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Lactobacillus plantarum effects on silage fermentation and in vitro microbial yield

Permanent URL:
http://handle.nal.usda.gov/10113/56465
Abstract:
In four parallel experiments, herbage [three harvests of alfalfa (308 to 379 g dry matter (DM)/kg), one of whole-plant corn (331 g DM/kg)] was ensiled with three different treatments: no inoculant (control), Lactobacillus plantarum (LP) or formic acid (FA), in 1-L mini-silos and fermented for 60 d at room temperature (22 ◦C). Mini-silos were opened and analyzed for fermentation characteristics and soluble N fractions. A subsample of wet silage from each mini-silo was ground to 4mm and stored at −20 ◦C. Silages were thawed and subjected to 9 h ruminal in vitro incubations to measure gas production and volatile fatty acid (VFA) production as well as microbial biomass yield (MBY) and microbial non-ammonia N (MNAN) formation using 15N as a marker. In all four experiments, silage fermentation products and pH indicated good preservation across all treatments. Analysis of data showed that FA- and LP-treated silages had lower concentrations of ammonia-N and free amino acids N than control. The FA treatment was lower in soluble N, but higher in peptide-N, than control. Silage pH was lowest in FA (4.25), followed by LP (4.28), and control (4.38). Ruminal in vitro gas production and VFA concentrations were not different among treatments (P>0.05). Compared to control, FA- and LP-treated silage yielded greater MNAN and MBY. These findings suggested that L. plantarum preserved more true protein during silage fermentation than control, which in turn increased in vitro ruminal microbial growth.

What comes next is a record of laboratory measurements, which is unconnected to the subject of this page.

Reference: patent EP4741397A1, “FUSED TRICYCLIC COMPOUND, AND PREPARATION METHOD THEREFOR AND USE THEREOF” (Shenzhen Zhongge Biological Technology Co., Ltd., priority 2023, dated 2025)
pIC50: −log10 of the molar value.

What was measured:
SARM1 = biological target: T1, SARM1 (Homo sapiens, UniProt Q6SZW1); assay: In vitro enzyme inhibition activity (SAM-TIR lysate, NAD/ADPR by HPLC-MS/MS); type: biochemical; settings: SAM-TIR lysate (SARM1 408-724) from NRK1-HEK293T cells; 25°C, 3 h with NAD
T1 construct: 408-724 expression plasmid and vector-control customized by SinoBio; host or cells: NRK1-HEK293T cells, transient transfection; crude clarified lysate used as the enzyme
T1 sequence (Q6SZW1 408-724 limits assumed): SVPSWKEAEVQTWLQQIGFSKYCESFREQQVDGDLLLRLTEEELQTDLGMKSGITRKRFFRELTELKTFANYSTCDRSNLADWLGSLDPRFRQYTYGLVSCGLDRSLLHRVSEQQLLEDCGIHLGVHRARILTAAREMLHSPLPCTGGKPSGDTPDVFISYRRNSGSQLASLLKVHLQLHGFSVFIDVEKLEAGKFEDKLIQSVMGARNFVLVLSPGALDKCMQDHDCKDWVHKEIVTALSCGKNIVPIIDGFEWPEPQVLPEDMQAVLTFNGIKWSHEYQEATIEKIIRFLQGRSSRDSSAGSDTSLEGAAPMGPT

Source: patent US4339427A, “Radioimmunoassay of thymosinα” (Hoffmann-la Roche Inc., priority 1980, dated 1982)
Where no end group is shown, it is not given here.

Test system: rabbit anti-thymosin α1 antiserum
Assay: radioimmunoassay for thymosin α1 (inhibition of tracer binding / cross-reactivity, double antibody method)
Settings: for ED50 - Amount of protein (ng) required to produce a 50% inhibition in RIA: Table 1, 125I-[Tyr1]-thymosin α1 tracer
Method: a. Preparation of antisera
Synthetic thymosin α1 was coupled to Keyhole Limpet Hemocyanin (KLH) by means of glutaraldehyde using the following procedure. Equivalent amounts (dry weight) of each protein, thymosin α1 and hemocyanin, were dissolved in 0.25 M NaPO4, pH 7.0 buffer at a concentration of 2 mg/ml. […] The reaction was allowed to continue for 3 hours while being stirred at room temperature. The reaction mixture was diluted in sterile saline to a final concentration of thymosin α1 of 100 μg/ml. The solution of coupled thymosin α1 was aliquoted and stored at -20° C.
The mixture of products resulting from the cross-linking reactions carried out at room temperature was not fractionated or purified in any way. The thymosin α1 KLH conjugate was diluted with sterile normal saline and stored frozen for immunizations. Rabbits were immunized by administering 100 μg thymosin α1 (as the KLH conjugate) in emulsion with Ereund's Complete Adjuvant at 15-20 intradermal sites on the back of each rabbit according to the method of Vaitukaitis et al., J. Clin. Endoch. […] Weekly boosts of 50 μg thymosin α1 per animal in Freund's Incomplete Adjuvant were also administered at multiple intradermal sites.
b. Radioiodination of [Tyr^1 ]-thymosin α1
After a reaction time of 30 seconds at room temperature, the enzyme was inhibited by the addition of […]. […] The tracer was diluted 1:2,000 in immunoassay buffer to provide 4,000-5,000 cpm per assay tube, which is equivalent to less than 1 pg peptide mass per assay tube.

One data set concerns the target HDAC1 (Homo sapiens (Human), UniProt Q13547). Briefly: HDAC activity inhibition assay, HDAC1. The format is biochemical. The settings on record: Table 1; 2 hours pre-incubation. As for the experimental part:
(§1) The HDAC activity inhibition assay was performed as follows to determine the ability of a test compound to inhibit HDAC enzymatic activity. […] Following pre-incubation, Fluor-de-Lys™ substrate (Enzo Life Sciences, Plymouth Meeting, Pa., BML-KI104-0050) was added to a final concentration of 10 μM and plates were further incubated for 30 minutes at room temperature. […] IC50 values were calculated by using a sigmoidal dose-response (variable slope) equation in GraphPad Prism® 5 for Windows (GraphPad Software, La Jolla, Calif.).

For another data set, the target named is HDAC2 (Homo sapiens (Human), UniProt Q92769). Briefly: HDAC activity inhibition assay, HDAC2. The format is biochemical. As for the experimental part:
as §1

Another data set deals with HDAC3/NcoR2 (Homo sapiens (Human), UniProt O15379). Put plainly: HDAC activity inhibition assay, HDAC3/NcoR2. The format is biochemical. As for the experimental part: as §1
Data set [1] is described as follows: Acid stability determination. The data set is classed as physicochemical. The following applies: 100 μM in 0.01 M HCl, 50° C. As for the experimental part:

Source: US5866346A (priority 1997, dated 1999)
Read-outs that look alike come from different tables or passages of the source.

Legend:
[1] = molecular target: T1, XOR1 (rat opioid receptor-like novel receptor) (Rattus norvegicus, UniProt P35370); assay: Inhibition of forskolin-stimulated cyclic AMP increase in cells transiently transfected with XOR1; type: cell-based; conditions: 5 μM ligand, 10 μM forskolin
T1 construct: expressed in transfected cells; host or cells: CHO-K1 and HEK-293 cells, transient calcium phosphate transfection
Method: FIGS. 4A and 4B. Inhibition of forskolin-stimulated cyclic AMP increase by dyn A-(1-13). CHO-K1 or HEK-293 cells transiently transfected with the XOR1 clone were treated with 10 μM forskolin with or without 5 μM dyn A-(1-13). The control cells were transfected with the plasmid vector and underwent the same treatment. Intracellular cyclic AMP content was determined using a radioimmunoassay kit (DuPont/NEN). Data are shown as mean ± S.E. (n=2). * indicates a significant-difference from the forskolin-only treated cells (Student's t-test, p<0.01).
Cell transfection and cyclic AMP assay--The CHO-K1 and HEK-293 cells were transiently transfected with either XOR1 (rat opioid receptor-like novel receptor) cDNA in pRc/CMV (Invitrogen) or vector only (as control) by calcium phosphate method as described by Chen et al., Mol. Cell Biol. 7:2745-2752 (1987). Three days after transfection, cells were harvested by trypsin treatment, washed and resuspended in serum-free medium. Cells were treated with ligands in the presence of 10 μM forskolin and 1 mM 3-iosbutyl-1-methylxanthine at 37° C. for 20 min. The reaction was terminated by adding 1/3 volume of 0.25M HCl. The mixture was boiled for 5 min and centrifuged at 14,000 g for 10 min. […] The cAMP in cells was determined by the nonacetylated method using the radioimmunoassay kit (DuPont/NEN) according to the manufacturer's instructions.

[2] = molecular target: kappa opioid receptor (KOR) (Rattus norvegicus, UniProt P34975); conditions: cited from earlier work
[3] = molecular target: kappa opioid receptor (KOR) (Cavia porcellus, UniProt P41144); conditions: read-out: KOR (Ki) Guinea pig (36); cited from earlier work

Author(s):
Francisco E. Contreras-Goveaa , Richard E. Muck , Glen A. Broderick , Paul J. Weimer
Subject(s):
Lactobacillus plantarum , alfalfa , ammonium nitrogen , corn , forage , formic acid , free amino acids , gas production (biological) , microbial biomass , microbial growth , pH , silage , silage fermentation , temperature , true protein , volatile fatty acids
Source:
Animal feed science and technology 2013 v.79 no.1-4
Language:
English
Year:
2013
Collection:
Journal Articles, USDA Authors, Peer-Reviewed
File:
Download [PDF File]
Rights:
Works produced by employees of the U.S. Government as part of their official duties are not copyrighted within the U.S. The content of this document is not copyrighted.